DENTAL PRACTICE ARTICLES

Do You Have an Emergency Evacuation Plan?
Sandie Baillargeon Posted on July 3rd, 2018

Do you remember fire drills in school? Compliance with the Ministry of Labour’s Health and Safety Standards includes having an evacuation plan and it must be practiced. Hopefully an emergency situation won’t occur in your office, but you need to be prepared if one does. Dental office teams need to know what to do if an emergency should occur by determining and implementing strategies to minimize risk to employees, patients and the public during an emergency situation.

It is important to develop and publish an Emergency Plan for your office and ensure that all of your employees are trained and knowledgeable about the plan. In conjunction with fire and safety professionals, planning fire safety and evacuation procedures for all employees, and ensuring employees are trained in those procedures is the responsibility of the dentist and/or senior manager. The dentist must also communicate with local authorities to maintain the most current information available on the status of a declared emergency.

In addition to knowing where the emergency kit is kept , it should be kept up to date and someone who is also certified in administering first aid must be on staff at all times when you are seeing patients.. Employees must know what to do with the patients who are in the chairs and in the reception area, should a disaster occur. Also consider what steps should be taken if a child is in the chair and the parent is in the reception area. You need to know how to safely and calmly evacuate the patients and employees and have a meeting point once the office is vacated.

Begin by establishing strategies for communicating relevant information about an emergency, its location and what steps need to be taken. Everyone has a role to play and needs to know how to safely evacuate the premises and to assist the patients.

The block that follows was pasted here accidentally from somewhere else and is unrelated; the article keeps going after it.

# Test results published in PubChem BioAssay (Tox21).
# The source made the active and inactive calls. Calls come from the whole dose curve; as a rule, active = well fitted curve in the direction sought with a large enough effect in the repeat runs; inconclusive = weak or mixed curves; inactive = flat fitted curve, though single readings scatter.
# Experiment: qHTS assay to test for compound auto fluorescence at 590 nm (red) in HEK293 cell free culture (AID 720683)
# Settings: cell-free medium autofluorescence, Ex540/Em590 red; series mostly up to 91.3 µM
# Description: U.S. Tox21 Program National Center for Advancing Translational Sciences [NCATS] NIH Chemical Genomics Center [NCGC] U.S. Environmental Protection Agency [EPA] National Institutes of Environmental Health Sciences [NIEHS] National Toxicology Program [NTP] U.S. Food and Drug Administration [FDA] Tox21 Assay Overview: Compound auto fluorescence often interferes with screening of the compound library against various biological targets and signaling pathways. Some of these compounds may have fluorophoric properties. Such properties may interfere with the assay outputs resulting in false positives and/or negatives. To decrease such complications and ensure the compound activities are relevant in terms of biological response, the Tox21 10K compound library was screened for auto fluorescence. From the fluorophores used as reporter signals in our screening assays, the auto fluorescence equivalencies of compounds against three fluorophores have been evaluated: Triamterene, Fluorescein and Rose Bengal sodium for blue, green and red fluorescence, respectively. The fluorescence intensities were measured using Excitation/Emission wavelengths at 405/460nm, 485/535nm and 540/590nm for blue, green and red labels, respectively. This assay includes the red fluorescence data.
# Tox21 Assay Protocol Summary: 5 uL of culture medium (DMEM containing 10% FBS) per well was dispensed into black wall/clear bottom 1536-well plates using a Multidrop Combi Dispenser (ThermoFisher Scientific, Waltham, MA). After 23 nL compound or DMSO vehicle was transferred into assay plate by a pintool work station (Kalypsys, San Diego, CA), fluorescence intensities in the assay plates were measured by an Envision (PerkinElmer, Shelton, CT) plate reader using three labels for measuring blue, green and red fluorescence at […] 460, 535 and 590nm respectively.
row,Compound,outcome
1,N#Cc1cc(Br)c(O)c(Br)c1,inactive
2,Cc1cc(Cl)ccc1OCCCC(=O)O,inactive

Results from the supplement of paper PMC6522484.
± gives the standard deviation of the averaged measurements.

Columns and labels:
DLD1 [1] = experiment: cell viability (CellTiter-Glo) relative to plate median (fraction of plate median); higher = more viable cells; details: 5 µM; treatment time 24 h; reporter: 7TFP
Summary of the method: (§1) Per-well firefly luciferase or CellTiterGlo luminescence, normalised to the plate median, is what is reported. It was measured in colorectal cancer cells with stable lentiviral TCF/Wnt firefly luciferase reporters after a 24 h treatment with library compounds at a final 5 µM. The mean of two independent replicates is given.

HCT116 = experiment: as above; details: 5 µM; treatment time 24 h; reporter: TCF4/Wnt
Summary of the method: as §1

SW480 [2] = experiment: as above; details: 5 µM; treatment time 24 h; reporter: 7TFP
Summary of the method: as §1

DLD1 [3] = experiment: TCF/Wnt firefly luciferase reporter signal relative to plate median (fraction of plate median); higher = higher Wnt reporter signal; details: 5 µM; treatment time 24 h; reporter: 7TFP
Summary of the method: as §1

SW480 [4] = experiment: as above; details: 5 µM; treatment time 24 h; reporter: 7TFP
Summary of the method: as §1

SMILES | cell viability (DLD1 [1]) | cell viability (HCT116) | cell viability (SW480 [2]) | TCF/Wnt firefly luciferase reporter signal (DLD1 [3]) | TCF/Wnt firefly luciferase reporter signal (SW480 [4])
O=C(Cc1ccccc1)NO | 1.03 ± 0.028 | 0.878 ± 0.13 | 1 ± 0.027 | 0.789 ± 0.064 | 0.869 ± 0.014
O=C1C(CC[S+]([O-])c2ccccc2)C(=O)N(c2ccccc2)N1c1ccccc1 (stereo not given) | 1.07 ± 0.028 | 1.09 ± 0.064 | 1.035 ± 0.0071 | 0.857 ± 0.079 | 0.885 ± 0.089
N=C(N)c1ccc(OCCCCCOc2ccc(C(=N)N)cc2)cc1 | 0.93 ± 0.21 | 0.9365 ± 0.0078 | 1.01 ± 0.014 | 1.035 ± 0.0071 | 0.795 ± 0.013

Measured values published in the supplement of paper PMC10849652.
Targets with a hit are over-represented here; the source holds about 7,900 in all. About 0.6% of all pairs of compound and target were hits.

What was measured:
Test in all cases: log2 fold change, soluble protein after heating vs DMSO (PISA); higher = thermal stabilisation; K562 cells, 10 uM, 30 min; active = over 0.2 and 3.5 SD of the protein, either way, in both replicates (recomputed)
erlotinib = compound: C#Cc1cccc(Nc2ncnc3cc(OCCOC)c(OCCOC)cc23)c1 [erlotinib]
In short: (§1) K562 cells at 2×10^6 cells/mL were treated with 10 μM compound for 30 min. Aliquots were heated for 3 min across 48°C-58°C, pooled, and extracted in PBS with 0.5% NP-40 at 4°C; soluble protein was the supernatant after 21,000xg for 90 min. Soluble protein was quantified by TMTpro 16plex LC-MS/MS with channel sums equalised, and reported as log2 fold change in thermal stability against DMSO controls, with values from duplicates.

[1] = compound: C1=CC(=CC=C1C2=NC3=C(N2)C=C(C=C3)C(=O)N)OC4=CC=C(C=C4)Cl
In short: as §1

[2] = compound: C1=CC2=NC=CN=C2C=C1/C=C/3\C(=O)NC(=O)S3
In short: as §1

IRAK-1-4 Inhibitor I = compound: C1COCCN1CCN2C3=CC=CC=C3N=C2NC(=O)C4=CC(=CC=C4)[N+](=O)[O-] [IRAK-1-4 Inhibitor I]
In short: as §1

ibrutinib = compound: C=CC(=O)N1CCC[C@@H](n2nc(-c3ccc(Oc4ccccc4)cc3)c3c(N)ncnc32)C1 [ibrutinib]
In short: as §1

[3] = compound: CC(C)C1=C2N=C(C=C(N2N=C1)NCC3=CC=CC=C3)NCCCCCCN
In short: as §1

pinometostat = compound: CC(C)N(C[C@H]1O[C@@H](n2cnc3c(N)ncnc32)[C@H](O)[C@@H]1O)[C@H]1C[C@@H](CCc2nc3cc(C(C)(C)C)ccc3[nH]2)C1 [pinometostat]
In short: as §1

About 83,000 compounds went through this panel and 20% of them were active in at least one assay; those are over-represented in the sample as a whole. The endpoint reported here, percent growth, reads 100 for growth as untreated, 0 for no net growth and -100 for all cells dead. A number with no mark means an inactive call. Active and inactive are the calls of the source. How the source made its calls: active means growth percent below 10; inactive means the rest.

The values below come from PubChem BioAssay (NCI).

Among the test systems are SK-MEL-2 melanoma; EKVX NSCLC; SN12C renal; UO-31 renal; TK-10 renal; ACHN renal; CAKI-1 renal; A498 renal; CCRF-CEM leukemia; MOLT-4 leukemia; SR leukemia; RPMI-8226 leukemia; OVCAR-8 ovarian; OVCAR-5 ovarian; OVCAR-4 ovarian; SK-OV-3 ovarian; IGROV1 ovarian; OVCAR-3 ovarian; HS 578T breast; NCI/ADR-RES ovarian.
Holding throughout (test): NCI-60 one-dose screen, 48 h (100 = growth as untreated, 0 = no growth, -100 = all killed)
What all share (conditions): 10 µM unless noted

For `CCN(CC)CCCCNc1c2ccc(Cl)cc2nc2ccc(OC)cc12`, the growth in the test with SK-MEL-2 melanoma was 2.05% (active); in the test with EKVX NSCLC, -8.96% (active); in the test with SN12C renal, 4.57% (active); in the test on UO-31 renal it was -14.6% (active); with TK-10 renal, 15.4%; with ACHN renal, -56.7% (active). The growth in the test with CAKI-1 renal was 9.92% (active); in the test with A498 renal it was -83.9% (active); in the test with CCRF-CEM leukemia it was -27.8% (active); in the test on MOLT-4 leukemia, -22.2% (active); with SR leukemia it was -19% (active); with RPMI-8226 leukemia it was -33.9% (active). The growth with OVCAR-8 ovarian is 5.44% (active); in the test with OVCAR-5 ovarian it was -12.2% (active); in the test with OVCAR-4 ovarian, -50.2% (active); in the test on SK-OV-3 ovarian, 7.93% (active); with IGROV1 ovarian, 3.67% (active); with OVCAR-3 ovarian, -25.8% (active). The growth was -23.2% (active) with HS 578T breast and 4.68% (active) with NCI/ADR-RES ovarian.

Establish a coding system, much like they use in hospitals to alert the staff about the type of emergency that is occurring. The codes should be kept near the telephone or communication system. All codes should be followed by the location of the emergency. Here is an example of some codes you may consider using:

“Code Red Op. 3” – – This means that there is a fire in Op. 3, call 911 – evacuate using both exits, meet at the pre-established meeting point, manager meets fire department to provide direction to the emergency responders.

“Code Blue – Op. 1” This means that there is a cardiac event or medical emergency in Op. 1 – call 911

“Code Green” – Environmental emergency – i.e. tornado, floor, etc. Patients and staff need to go to a safe location

“Code White – Op 2” This means that there is a violent patient in Op. 2 – call 911

(Please note that these are not official codes and are for demonstration purposes only.) You must also ensure that employees have easy and rapid access to emergency telephone contact numbers including your equipment technicians.

Dentists or managers are responsible for ensuring employees are familiar with the Emergency Plan(s) and receive appropriate training consistent with the requirements of those plans. Additionally dentists are responsible for selecting or appointing a Department/Team Lead Emergency Coordinator for their respective departments and ensuring that the Coordinator is fully knowledgeable and trained in the duties that arise from the Departmental Emergency Plan.

Department Emergency Coordinators are responsible for becoming knowledgeable about their Departmental Emergency Plan, periodically reviewing that plan and recommending any changes to make the plan more effective. Additionally, the Coordinator is responsible for directing and/or assisting coworkers in the effective handling of any emergency situations that may arise in their department.

All employees are responsible for following the protocols set out by the management or public authorities. All dental offices should review and update Emergency Plan(s) at least once each year, and make any changes deemed necessary. Each month at your team meetings, include a section to discuss health and safety in your office and always keep your Emergency Plan current.

Ensuring the safety of your patients and employees is the responsibility of the dentist. The fines for non-compliance with the Ministry of Labour’s Health and Safety Standards are extremely high. It pays to take the necessary steps to keep everyone safe. An emergency may never occur at your office, but if it does, be well prepared.

Author: Sandie Baillargeon

 

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